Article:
Keeley quickly parked her car and sprinted to the little dive where Clay had asked her to meet him. She was running late. Thanks especially to the one and only Brent Heatherton.
He’d called as she was rummaging in the back her closet, hectically trying to find something to wear. Apparently they had a potential buyer for the house who wanted to come and look right then. And like usual, Brent’s social affairs were far more important than hers; ergo, he expected her to drop her Friday night plans to show the house.
And she’d told him as much. Obviously, things only went downhill from there. By the time she’d slammed the phone down (and sort of thrown it across the room) it was six o’clock and she only had thirty minutes to change and get to the waterfront.
So twenty-eight minutes later, here she was, frantically running towards something that looked like a half-sunken tanker, adamantly refusing to text Clay that she was running late. I’m going to make it on time, I am going to be on time, I am—
“Hey stranger!” She halted suddenly as a deep tenor voice that was becoming very familiar to her ears interrupted her mantra. “Are you heading inside to that restaurant there?”
Keeley turned around to see Clay about thirty feet from her, wheeling her way with a cocky grin on his face. She quickly smoothed the wrinkles out of black Bermudas and ran her fingers through her curly-ish shoulder length hair, trying to look somewhat decent and as if she hadn’t been scurrying. Then she turned to wait for Clay. “Perhaps,” she replied with a smile.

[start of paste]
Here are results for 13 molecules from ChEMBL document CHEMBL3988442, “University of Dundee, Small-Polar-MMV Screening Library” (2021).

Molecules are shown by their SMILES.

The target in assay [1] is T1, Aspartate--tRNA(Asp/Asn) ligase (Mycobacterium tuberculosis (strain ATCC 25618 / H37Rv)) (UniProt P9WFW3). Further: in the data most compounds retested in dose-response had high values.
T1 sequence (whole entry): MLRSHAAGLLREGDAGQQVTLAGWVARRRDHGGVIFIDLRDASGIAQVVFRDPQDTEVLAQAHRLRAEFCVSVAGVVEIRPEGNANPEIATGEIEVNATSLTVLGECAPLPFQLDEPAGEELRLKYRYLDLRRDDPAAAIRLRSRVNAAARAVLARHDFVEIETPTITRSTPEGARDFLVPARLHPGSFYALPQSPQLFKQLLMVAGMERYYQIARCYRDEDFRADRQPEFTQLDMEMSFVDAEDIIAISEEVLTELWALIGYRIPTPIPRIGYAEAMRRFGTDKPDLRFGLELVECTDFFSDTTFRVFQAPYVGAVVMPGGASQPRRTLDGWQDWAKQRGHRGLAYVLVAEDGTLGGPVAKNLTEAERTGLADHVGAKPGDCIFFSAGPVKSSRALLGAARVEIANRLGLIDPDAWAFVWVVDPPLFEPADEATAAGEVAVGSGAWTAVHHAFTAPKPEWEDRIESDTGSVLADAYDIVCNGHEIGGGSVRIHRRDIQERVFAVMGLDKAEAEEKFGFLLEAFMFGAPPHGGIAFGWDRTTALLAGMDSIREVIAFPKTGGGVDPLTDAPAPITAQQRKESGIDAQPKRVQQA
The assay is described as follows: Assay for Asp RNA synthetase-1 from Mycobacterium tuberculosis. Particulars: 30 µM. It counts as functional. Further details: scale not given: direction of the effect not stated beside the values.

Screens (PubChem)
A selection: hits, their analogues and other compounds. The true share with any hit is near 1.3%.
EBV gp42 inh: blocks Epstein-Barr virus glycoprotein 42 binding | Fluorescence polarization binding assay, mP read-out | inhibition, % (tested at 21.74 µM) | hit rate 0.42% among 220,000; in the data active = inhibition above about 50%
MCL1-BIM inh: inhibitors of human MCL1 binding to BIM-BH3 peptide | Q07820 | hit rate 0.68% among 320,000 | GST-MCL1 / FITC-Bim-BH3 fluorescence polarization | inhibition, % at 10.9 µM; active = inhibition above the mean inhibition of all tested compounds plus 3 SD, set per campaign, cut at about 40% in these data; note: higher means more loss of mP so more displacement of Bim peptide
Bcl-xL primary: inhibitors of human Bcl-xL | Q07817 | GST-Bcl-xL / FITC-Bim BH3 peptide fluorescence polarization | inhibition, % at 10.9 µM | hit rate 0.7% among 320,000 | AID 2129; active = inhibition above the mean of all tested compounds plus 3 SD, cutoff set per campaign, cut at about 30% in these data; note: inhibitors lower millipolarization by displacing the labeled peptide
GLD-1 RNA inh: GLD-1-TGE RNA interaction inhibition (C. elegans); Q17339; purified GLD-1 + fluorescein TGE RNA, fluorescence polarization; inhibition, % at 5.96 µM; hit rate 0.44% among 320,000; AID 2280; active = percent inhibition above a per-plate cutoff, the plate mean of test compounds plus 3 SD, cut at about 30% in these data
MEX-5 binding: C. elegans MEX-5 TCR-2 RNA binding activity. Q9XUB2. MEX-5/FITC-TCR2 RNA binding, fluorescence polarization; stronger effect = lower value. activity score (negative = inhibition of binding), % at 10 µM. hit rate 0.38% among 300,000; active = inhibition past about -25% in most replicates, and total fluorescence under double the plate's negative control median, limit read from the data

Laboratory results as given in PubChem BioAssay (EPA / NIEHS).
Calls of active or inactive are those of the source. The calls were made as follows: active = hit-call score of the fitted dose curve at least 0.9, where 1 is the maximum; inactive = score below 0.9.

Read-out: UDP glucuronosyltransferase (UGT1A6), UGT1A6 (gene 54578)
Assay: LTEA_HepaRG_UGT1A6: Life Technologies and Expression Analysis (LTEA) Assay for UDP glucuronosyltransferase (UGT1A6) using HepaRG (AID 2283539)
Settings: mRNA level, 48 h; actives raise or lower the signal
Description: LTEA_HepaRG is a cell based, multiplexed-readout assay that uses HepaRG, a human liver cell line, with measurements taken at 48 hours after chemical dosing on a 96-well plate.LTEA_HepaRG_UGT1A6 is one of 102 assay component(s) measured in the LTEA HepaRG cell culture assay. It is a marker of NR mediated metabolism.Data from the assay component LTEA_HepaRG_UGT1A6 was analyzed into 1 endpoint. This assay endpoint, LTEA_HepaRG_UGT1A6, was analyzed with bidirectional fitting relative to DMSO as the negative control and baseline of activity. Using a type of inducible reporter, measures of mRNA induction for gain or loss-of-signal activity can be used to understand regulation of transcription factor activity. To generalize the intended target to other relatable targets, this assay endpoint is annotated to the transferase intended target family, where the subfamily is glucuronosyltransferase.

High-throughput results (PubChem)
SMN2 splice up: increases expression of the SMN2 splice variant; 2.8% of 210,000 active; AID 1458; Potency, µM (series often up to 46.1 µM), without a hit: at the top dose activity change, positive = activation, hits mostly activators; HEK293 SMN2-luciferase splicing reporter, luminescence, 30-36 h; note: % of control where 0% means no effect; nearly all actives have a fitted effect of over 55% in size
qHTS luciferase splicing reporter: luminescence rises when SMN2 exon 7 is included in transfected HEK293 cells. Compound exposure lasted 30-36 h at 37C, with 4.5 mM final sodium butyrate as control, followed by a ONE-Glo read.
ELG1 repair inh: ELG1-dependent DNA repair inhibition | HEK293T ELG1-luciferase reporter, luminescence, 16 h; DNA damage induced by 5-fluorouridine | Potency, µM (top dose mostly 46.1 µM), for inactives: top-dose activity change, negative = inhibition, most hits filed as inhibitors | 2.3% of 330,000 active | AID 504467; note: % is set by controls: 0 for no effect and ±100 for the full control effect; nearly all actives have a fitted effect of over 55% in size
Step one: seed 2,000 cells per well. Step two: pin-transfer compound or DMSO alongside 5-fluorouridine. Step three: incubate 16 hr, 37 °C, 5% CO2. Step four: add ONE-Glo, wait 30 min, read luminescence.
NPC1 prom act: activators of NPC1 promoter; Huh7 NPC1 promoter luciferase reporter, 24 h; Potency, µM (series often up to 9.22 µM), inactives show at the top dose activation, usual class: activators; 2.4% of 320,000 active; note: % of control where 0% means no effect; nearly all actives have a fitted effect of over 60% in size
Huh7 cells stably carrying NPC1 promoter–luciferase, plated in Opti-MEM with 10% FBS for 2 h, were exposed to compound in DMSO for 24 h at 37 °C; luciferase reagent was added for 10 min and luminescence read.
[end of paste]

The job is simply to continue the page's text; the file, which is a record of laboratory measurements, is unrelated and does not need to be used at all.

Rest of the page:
“Good,” he smiled and when he did, Keeley noticed for the first time how his deep forest-green eyes lit up. “Because I am too and I just happen to need a date.”
She laughed, wanting to play along and say something clever back, but unable to think of anything. Attractive men did that to her, made her blabber and stutter like a middle-school girl on her first date. The only man she hadn’t completely frozen up around had been a man she’d met in college named Brent Heatherton. And that had ended really well.
So, she just stood there grinning like an idiot as she surreptitiously tried to kick a pebble out of her shoe.
She waited while Clay caught up with her, admiring from afar his nice-looking upper body, and not letting her eyes travel down to the parts was really wondering about. His sun-weathered skin looked especially tan with the baby blue Polo he was sporting with jeans. Keeley appreciated a man who could pull off jeans, not many guys these days could. “Hey there.”
“Hello Mr. Whitlow,” she answered back. She grinned and gestured to the parking lot, “We have got to stop meeting like this.”
Clay threw his head back in laughter, causing his shaggy hair to fall just a little bit in his eyes. “True that.”
Keeley let him lead the way and fell into step behind him as the path narrowed going towards the restaurant. It was sort of weird and awkward, towering over him and having to look down on him when they were talking. She watched his shoulders pump up and down as they walked and she could tell that he had some impressive muscles. I wonder if he ever works out?
But before her mind could go any farther and she could start to imagine a sweaty and shirtless Clay Whitlow in a gym, they reached the front step of the restaurant where there was a little step. Clay quickly popped a wheelie to get over it and grabbed the door for Keeley. She couldn’t help but notice that his legs bounced as little as he’d gone over the step; honestly, her stomach squirmed a little bit.
And that was enough to quickly snap Keeley out of her daydreaming; all the initial trepidation she’d felt when he’d first maneuvered out of the truck a week ago at the coffee shop returned. What the hell was she doing, voluntarily going on a date with a disabled guy?
Well Keels, you were attracted to him before, you think he’s hot now, so just try to forget about the wheelchair and don’t freeze up. That’ll just make things awkward. Oh God. She hoped this wouldn’t be awkward—going on a date with a guy in a wheelchair that she’d only talked to twice.
“So,” Clay said, interrupting her thoughts again. “Ever been here?”